Published: Fri, October 19, 2018
Economy | By

Despite Trump criticism, Fed policymakers see need for more rate hikes

Despite Trump criticism, Fed policymakers see need for more rate hikes

"These pose major challenges to achieving fairer and more balanced trade and we will continue to monitor and review China's currency practices, including through discussions with the People's Bank of China", he added.

But Bullard has taken a different tack, arguing that the Fed rate hikes of the past roughly two years have only been possible because the economy outperformed the central bank's outlook.

The Federal Reserve's current monetary policy path would raise the risks of recession in an economy where recent, unexpectedly strong growth may start to taper anyway, St. Louis Fed President James Bullard said on Thursday.

On the other hand, while risks were 'roughly balanced, ' some Fed members said instability in emerging economies - many of which are heavily indebted and vulnerable when USA rates rise - could 'spread more broadly through the global economy and financial markets'.

President Donald Trump has previously accused China of keeping its currency weak to make exports more competitive.

Still, policymakers noted that the relative weakness of the worldwide economy could create "potential for further strengthening of the US dollar", a factor that could weigh on USA exports.

As well as making life more hard for United States exporters, a stronger greenback also raises the borrowing costs of many heavily-indebted emerging market economies, such as those in Latin America which have high levels of dollar-denominated borrowing. Despite his criticism of the Fed's policymaking, Trump's picks have been seen as representing the mainstream of economic thinking about how a central bank should manage interest rates.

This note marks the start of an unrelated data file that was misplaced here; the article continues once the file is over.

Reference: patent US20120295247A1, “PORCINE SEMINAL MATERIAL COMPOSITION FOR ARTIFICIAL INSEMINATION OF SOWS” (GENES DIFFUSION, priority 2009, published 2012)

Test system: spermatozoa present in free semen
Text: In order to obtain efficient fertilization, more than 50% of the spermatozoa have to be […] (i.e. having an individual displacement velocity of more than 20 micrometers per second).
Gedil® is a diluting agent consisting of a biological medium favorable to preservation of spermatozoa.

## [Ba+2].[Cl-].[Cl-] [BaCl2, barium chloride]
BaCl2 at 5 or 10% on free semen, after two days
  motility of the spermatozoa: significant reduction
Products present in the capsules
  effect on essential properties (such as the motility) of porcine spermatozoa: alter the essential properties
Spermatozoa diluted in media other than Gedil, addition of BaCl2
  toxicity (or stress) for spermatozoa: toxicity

Many economists view current growth of around 3 per cent and unemployment of 3.7 per cent, which is near a 50-year low, as unsustainable and likely to lead to higher inflation.

'A few participants expected that policy would need to become modestly restrictive for a time, ' according to the minutes.

Furthermore, "some" at the meeting said risks grew as the U.S. economy increasingly outpaced its rivals" more sluggish growth "because of the potential for further strengthening of the dollar'.

The Trump administration has already imposed tariffs on $250 billion worth of Chinese goods, which have been met with countermeasures out of Beijing.

Fed members said Trump's trade wars both created uncertainty and could boost inflation.

Wall Street, which had struggled through much of the day, closed slightly lower, with stocks paring losses after the minutes' release.

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